China's leadership reshuffle 2017
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Senior officers of China's People's Liberation Army enter the Great Hall of the People in Beijing on Tuesday to attend a preparatory session for the 19th National Congress of China's Communist Party. Photo: Kyodo

China sets date to unveil Communist Party’s new leadership line-up

Closed-door gathering decides who will determine the candidates for a seat on one of the ruling party’s highest governing bodies

The new leadership of China’s ruling Communist Party will finally be unveiled on Wednesday next week, with the party announcing its twice-a-decade national congress will conclude on October 24.

As the run-up to the congress entered the final stage on Tuesday, delegates met behind closed doors for the most important gathering of the preparations – to select the presidium, a body convened temporarily to drive the agenda of the week-long meeting.

In a show of hands, 2,280 party delegates approved 243 members of the party elite to dictate the procedure and even decide how many days the congress will run.

But the real power brokers within the presidium are the 42 members of its standing committee, the congress’s core body with the final say on who will be named among the 200 or so members of the Central Committee, the party’s governing body for the next five years.

A screen shot from CCTV's prime time evening news shows Xi Jinping presiding over the preparatory meeting at the Great Hall of the People on Tuesday. Photo: Handout

Landing a seat on the Central Committee is a prerequisite for progression to the party’s highest ranks – the Politburo and the innermost Politburo Standing Committee.

During the congress, delegates will be presented with a shortlist of candidates for the Central Committee. There will be more candidates for the seats available and the delegates will vote to determine the least-favoured nominees.

A final vote will then be held at the end of the congress in which all of the remaining candidates will be guaranteed a seat on the Central Committee.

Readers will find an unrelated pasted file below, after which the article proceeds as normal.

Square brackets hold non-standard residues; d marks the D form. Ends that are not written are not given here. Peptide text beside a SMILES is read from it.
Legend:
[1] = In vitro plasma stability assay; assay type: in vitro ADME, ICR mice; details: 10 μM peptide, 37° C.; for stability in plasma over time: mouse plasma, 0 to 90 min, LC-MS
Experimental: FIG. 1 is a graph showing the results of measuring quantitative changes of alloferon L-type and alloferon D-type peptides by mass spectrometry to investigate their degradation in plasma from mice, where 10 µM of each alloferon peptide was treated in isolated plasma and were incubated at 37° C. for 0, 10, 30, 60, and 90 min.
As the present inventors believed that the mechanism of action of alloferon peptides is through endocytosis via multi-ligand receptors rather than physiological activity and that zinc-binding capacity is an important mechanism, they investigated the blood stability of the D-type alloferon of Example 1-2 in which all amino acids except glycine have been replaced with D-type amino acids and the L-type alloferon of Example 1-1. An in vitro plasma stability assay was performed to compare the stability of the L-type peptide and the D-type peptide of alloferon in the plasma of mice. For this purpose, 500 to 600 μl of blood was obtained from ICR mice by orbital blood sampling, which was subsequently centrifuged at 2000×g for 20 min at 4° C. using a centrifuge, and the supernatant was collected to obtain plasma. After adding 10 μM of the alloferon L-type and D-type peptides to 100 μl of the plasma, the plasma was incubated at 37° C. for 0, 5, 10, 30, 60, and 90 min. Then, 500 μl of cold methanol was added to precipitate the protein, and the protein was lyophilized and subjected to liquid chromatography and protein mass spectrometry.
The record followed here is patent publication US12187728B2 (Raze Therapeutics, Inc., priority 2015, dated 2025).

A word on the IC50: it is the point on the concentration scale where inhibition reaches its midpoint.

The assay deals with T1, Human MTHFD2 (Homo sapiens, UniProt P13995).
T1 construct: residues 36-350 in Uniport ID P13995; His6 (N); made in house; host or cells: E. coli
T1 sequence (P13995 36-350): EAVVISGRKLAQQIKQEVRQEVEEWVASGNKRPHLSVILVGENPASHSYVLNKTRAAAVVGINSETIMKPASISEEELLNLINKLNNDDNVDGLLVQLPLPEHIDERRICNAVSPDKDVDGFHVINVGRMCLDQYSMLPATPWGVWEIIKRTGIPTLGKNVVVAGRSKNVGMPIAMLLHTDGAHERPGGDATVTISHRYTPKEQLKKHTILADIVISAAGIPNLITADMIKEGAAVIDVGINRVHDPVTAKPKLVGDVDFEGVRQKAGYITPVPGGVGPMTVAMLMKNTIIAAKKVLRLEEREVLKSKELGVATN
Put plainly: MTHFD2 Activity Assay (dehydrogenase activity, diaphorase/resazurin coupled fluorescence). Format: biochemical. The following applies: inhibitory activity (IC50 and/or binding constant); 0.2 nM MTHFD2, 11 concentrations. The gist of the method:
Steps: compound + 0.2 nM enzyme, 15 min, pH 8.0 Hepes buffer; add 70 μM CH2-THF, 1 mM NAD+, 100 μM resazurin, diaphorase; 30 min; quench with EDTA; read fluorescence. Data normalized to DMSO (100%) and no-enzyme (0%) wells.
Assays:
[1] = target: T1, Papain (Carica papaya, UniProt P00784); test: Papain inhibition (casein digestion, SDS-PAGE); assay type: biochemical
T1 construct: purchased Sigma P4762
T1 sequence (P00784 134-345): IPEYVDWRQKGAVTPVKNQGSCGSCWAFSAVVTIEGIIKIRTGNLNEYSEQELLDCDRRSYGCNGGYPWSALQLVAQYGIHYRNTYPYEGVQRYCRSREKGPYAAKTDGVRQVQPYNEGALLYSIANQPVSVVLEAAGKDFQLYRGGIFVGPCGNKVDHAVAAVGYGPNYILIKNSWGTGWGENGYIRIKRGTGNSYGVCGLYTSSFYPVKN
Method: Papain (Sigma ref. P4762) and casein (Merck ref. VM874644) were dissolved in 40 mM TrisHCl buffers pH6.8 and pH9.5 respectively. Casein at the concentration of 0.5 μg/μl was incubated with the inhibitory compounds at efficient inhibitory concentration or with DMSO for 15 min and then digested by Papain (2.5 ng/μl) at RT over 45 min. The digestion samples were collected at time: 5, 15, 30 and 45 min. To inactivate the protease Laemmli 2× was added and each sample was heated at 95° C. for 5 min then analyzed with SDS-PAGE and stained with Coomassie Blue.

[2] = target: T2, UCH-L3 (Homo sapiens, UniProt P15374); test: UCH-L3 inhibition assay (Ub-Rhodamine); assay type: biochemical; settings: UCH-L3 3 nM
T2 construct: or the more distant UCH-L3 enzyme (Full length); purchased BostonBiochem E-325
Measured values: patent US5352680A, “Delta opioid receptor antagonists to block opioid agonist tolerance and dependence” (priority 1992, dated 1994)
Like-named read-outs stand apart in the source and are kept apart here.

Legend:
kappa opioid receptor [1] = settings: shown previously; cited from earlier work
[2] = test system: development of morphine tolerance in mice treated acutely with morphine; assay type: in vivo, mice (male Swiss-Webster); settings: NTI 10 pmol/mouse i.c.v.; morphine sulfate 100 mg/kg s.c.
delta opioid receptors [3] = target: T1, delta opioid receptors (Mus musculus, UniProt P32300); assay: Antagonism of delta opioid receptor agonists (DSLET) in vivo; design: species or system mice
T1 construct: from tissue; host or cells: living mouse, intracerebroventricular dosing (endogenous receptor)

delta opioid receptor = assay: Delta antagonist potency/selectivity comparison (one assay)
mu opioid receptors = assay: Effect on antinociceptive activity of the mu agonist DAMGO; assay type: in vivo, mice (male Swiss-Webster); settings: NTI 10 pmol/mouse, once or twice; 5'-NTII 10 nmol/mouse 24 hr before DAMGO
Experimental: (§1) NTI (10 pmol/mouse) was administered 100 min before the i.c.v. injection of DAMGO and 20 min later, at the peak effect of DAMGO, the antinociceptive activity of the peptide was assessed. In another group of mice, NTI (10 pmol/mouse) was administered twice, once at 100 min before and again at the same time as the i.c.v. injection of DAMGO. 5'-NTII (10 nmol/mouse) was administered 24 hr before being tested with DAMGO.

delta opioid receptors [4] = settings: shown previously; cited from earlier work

The presidium’s standing committee has the final say on the shortlist for the final round of voting.

It also reveals which party elders still wield influence behind the scenes of China’s opaque world of politics, even though that influence has waned during President Xi Jinping’s administration.

In addition to the 24 incumbent Politburo members, the presidium’s standing committee also includes all the retired party elders who once sat on the Politburo’s Standing Committee.

First among the elders is former president Jiang Zemin. Others include Xi’s immediate predecessor, Hu Jintao, and former premiers Wen Jiabao, Zhu Rongji and Li Peng. The eldest of the old guard is Song Ping, at 100 years old.

The only retired and surviving former Politburo Standing Committee member who did not make it to the presidium’s standing committee is Zhou Yongkang, the country’s much-feared former security tsar who is now serving a life sentence for corruption, abuse of power and leaking state secrets.

The gathering on Tuesday also revealed that 2,280 delegates would attend the congress – seven fewer than the number on a list state media published in late September. This means the seven – whose identities were not immediately clear – were disqualified at the eleventh hour.

Their disqualification is the work of another body – a 22-strong committee with the task of vetting the delegates. That body is led by Wang Qishan, the party’s formidable discipline tsar who has spearheaded an unprecedented war on corruption in the past five years.

The congress is expected to see about half of the party’s existing Central Committee members replaced.

Once finalised, the new Central Committee will endorse the line-up of the country’s top decision-making bodies – the Politburo and its Standing Committee – at its first full meeting the day after the congress closes.

Xi, who has already emerged from his first term as the most powerful leader in decades, is expected to further strengthen his hold on power by stacking the key leadership positions with his loyalists and having his political theory written into the party’s constitution.

This article appeared in the South China Morning Post print edition as: new party leadership to be revealed next week